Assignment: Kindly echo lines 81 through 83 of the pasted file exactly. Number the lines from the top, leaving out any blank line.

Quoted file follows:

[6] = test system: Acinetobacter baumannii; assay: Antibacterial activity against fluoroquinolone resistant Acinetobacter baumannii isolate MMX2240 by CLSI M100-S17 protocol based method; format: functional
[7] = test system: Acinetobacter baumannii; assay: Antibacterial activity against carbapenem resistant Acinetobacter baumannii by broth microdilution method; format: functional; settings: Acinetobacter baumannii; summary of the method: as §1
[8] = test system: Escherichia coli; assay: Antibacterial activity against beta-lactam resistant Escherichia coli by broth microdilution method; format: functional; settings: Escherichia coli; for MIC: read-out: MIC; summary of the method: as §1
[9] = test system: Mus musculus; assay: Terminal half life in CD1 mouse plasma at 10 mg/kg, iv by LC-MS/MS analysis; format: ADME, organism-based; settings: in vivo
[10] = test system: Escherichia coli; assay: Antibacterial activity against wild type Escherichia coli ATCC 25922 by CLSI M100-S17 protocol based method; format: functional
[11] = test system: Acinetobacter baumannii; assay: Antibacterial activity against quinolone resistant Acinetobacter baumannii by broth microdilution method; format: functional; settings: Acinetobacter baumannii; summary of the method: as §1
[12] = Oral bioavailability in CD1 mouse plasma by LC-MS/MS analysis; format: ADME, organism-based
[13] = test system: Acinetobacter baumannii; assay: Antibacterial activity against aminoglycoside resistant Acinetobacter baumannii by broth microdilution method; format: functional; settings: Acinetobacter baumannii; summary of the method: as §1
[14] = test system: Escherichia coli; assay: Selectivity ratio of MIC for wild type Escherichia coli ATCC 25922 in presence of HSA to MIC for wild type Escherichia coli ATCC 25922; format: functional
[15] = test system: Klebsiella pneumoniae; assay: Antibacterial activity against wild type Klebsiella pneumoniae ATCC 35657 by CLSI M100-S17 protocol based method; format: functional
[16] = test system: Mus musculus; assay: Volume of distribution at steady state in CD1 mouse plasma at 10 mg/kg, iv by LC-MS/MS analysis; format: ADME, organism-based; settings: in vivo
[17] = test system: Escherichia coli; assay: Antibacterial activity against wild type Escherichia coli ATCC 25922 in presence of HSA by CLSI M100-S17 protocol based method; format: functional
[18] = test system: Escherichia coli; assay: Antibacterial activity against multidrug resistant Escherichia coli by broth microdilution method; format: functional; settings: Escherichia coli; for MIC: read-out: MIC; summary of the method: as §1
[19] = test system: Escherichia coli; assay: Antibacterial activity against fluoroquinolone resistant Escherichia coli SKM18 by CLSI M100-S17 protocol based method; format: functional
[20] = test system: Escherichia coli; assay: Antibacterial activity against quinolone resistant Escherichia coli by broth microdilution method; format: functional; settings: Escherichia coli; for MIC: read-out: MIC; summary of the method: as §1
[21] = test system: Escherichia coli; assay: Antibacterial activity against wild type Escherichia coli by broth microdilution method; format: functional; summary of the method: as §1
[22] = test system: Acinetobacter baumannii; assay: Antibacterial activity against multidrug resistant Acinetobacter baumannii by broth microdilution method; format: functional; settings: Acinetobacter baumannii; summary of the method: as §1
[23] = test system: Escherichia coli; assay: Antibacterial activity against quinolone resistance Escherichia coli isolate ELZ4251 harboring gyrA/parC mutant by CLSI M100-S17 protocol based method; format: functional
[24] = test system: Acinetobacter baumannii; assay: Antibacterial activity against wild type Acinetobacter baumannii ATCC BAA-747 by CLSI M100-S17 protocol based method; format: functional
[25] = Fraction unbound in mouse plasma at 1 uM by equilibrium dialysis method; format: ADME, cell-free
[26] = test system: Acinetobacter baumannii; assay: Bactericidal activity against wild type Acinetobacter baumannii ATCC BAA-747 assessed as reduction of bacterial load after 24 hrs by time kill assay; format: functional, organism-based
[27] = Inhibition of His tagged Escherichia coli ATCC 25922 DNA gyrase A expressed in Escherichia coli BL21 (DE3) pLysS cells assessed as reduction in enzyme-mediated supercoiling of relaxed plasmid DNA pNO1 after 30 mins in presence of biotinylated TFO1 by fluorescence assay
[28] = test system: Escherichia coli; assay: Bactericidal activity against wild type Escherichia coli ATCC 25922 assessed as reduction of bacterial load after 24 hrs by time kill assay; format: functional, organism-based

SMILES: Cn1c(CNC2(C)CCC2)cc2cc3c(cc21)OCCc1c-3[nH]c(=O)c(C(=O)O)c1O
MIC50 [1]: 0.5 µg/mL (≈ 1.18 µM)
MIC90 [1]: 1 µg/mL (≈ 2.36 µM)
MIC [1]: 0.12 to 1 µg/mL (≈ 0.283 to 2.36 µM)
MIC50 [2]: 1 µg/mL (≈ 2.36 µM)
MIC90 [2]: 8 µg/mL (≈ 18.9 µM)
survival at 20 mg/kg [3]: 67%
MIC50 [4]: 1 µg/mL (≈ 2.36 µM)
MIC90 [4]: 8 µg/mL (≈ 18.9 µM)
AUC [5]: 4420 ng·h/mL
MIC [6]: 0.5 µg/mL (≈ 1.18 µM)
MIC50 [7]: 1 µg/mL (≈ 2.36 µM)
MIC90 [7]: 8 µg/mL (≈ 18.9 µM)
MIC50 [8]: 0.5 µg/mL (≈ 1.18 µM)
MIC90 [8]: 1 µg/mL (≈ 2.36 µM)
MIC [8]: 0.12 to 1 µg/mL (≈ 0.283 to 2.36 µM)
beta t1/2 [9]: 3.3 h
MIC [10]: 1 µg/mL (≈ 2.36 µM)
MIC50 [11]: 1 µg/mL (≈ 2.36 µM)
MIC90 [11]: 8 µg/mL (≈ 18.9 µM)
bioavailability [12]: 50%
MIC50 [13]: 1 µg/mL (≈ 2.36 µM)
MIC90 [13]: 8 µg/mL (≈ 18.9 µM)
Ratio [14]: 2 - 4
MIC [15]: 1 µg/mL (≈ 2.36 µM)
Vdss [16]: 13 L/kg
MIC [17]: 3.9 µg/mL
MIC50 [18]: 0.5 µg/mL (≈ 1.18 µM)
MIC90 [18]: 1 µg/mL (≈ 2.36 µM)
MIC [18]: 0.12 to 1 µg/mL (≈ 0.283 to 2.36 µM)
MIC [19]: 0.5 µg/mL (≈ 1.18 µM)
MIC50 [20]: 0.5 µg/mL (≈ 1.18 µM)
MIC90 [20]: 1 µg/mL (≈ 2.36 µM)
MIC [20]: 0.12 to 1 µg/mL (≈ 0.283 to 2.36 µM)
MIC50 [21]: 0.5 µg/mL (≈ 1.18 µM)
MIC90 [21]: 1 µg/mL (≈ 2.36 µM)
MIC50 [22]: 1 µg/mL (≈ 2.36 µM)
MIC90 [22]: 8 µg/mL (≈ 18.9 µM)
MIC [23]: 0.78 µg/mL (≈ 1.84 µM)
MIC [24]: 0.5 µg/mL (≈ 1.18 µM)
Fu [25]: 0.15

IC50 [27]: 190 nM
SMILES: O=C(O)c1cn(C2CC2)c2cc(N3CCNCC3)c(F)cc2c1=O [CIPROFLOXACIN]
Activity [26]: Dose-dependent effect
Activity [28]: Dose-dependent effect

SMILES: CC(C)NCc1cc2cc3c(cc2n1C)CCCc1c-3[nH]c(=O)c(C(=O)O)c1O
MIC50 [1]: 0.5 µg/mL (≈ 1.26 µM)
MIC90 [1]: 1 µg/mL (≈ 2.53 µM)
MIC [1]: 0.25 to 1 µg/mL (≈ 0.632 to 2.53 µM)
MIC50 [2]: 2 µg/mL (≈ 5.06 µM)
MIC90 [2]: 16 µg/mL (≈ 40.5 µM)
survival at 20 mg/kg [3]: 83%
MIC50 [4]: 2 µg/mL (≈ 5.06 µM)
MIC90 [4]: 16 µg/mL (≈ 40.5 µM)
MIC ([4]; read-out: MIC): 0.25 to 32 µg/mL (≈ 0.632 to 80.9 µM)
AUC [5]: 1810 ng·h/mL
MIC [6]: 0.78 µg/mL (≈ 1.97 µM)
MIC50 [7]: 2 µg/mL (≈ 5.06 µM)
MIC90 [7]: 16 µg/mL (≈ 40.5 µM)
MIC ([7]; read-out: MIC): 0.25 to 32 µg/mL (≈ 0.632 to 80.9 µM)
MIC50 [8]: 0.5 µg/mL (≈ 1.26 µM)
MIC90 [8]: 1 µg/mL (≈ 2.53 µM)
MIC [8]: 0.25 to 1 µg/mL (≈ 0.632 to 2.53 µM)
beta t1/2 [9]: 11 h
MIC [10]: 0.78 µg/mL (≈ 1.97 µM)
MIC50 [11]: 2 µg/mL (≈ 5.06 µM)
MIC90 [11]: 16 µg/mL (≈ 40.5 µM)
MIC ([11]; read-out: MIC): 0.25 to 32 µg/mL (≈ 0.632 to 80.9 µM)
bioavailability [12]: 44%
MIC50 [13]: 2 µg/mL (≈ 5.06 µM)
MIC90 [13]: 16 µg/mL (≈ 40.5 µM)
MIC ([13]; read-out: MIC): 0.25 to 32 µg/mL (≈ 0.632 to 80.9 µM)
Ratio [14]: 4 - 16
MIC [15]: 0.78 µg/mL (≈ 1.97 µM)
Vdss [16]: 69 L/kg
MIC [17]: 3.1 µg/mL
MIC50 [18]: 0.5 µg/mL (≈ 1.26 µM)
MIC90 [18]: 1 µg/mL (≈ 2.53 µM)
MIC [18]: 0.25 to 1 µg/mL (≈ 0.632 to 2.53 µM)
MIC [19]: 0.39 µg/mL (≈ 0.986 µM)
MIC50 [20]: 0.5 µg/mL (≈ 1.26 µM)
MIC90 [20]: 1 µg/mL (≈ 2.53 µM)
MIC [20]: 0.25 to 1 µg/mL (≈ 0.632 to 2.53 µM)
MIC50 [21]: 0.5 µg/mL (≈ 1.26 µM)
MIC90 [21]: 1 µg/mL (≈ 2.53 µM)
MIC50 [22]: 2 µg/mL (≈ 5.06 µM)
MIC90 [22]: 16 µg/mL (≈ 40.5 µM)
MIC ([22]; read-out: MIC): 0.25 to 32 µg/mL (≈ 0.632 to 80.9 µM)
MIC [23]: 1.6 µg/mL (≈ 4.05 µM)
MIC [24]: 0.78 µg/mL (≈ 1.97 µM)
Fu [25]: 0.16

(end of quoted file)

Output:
MIC50 [7]: 2 µg/mL (≈ 5.06 µM)
MIC90 [7]: 16 µg/mL (≈ 40.5 µM)
MIC ([7]; read-out: MIC): 0.25 to 32 µg/mL (≈ 0.632 to 80.9 µM)